Editor's note: GSR correspondent Chris Herlinger spent three weeks reporting in Lebanon and Jordan on the refugee crisis. While there, he also spoke with some refugees about the significance of the Lenten and Easter season. In this region, Eastern Catholics, some of whom, like Orthodox Christians, celebrate Easter on May 1 this year.
For many Christian refugees from Iraq and Syria now living in Jordan and Lebanon, this year's Easter will be celebrated in the heart -- but not necessarily on the table.
On a warm spring day in their bare apartment in the Al-Hashni neighborhood of Amman, Jordan, Sabhan Jinan Maqadas Hasso and Lina Safaa Najeeb Alkes Asahq smiled as they recalled past Easter feasts in their hometown of Mosul, Iraq, when the centerpiece of the meal was a lamb stuffed with meat and rice.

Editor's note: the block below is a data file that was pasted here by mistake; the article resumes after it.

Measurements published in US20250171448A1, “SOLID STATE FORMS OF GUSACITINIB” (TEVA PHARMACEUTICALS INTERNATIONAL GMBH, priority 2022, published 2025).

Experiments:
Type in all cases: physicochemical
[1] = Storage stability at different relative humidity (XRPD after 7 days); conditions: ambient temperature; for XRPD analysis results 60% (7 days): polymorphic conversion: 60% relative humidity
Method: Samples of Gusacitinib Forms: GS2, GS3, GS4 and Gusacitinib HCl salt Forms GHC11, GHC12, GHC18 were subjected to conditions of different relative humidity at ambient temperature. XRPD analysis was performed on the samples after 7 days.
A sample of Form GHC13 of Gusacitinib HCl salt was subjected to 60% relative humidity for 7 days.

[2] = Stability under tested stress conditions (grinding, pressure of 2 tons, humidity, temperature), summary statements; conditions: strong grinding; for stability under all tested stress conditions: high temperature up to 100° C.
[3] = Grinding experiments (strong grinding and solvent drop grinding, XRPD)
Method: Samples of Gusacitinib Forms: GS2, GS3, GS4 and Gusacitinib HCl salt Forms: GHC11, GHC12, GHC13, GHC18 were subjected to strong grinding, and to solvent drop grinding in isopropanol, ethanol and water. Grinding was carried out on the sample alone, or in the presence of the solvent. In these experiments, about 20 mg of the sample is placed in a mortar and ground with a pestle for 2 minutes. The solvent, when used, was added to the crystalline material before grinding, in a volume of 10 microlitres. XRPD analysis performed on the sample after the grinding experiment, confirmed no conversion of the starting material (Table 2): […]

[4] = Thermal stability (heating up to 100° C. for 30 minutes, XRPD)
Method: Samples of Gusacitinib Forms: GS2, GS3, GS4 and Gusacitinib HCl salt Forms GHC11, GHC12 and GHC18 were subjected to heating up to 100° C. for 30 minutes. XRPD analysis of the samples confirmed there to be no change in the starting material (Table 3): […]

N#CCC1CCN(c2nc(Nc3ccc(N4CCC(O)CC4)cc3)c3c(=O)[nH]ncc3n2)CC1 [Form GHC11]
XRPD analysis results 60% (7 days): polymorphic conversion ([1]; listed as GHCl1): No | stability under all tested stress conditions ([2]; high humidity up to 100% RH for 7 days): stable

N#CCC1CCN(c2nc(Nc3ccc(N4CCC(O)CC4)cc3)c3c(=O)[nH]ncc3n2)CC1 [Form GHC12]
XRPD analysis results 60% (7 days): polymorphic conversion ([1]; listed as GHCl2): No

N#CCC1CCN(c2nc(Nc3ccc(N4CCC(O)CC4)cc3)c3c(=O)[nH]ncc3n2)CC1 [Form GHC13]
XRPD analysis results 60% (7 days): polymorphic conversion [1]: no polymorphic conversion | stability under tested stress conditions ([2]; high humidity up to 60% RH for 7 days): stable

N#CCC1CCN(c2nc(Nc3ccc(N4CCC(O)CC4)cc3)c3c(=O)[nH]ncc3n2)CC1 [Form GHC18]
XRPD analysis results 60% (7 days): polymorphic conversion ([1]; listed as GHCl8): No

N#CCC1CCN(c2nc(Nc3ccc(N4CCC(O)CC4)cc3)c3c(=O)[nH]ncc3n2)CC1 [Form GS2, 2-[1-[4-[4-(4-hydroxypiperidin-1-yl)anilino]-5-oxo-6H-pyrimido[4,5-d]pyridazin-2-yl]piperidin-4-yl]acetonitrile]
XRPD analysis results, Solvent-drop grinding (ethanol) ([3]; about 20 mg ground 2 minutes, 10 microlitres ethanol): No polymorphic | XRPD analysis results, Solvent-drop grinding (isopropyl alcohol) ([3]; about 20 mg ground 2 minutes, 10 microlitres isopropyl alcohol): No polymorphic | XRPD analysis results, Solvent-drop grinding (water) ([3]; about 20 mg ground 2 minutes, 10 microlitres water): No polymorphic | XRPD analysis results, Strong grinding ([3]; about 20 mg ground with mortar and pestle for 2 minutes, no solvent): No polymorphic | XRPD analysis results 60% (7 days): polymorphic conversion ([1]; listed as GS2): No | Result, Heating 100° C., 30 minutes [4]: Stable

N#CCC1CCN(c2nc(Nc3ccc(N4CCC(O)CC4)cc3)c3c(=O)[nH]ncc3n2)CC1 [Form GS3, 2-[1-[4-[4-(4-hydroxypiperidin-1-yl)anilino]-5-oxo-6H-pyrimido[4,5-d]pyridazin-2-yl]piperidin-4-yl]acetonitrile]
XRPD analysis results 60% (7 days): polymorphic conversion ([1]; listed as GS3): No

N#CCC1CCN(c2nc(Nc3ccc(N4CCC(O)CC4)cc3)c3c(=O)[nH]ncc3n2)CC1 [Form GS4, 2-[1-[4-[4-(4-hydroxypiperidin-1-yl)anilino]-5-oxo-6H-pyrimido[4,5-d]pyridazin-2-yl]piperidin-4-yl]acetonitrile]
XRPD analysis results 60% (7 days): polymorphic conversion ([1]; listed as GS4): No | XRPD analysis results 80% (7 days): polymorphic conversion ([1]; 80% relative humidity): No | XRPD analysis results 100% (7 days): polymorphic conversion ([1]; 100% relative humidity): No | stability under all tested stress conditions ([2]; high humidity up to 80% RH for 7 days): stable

Best not to dwell on the past, said Hasso and Asahq. The family fled war-torn Mosul in early 2015 for Amman. As the young couple and their three young children await word of their official application for asylum and the possibility of new life in Europe or elsewhere, Easter will be a simple affair. Their celebration will be focused on religious observances at a nearby Syrian Catholic Church.
"The most important thing is to celebrate the Mass," Asahq said. An Easter meal can await another year.